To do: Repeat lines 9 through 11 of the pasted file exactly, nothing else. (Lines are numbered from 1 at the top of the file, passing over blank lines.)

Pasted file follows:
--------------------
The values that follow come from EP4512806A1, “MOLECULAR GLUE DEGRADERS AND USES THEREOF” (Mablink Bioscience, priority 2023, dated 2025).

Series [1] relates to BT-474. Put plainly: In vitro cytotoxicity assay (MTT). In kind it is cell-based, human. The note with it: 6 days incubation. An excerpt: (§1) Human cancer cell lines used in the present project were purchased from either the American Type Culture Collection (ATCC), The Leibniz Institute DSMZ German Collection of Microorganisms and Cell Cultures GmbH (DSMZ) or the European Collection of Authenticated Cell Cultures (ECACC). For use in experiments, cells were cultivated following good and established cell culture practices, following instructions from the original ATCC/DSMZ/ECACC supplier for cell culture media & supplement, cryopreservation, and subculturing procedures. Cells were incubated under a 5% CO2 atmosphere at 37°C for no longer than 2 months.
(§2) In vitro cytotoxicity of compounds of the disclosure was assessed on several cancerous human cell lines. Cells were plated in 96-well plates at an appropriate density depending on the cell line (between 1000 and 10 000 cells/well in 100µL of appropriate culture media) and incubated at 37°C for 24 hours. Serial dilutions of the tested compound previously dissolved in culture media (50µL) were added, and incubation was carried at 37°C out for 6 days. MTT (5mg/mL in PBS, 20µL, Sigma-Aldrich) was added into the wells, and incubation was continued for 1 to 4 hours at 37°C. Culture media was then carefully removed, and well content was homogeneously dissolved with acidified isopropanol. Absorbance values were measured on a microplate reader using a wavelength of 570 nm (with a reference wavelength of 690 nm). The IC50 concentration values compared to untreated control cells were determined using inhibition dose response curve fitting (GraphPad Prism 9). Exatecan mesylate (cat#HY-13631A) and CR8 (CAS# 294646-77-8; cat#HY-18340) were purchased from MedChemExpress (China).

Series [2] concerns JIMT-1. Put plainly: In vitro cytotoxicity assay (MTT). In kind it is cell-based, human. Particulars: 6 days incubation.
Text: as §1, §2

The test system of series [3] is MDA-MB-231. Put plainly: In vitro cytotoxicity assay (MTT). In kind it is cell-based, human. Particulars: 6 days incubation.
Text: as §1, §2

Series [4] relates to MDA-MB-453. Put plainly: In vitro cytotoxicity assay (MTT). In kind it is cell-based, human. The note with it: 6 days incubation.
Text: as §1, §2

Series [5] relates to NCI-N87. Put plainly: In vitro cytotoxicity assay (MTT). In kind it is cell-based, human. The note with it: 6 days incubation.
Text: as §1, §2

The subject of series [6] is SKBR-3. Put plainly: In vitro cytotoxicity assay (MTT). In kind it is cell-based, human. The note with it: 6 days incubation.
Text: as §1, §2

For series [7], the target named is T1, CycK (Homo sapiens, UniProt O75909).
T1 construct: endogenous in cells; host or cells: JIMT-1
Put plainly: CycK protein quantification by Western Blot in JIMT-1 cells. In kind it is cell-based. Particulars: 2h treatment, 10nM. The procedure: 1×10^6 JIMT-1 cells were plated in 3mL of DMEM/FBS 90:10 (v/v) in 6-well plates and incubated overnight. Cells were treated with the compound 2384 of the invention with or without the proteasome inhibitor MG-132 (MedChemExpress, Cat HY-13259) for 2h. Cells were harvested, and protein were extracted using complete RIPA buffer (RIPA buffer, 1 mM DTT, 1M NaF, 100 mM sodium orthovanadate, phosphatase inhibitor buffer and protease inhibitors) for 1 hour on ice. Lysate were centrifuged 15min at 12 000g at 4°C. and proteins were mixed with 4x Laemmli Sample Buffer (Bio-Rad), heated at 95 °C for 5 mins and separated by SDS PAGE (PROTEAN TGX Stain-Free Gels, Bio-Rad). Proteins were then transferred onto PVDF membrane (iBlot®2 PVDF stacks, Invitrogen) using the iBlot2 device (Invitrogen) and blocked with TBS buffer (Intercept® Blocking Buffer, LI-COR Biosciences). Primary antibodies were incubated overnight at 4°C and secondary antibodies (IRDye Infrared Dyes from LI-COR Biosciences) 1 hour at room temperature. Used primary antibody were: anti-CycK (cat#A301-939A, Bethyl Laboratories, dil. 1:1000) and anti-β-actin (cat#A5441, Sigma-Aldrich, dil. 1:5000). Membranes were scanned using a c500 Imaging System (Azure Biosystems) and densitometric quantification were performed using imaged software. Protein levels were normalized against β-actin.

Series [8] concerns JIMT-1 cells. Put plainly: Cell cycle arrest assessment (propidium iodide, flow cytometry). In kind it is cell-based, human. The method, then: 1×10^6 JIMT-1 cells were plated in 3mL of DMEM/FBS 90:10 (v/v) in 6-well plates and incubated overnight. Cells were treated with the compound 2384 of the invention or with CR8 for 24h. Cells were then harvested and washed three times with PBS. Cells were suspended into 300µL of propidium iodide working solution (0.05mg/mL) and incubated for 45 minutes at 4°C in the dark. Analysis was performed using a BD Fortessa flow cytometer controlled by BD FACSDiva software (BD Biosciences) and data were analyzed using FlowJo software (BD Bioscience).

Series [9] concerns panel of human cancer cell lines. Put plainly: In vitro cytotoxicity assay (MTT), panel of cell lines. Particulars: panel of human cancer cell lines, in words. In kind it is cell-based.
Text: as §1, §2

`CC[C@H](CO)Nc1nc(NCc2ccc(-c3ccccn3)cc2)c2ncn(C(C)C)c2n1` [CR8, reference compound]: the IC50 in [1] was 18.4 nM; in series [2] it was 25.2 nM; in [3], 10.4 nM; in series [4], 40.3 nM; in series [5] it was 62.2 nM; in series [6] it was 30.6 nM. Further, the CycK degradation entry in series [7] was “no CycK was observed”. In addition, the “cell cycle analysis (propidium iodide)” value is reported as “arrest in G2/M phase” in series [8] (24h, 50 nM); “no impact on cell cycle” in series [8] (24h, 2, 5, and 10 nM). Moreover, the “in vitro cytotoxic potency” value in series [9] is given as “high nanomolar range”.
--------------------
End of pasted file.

Text: as §1, §2

Series [5] relates to NCI-N87. Put plainly: In vitro cytotoxicity assay (MTT). In kind it is cell-based, human. The note with it: 6 days incubation.
Text: as §1, §2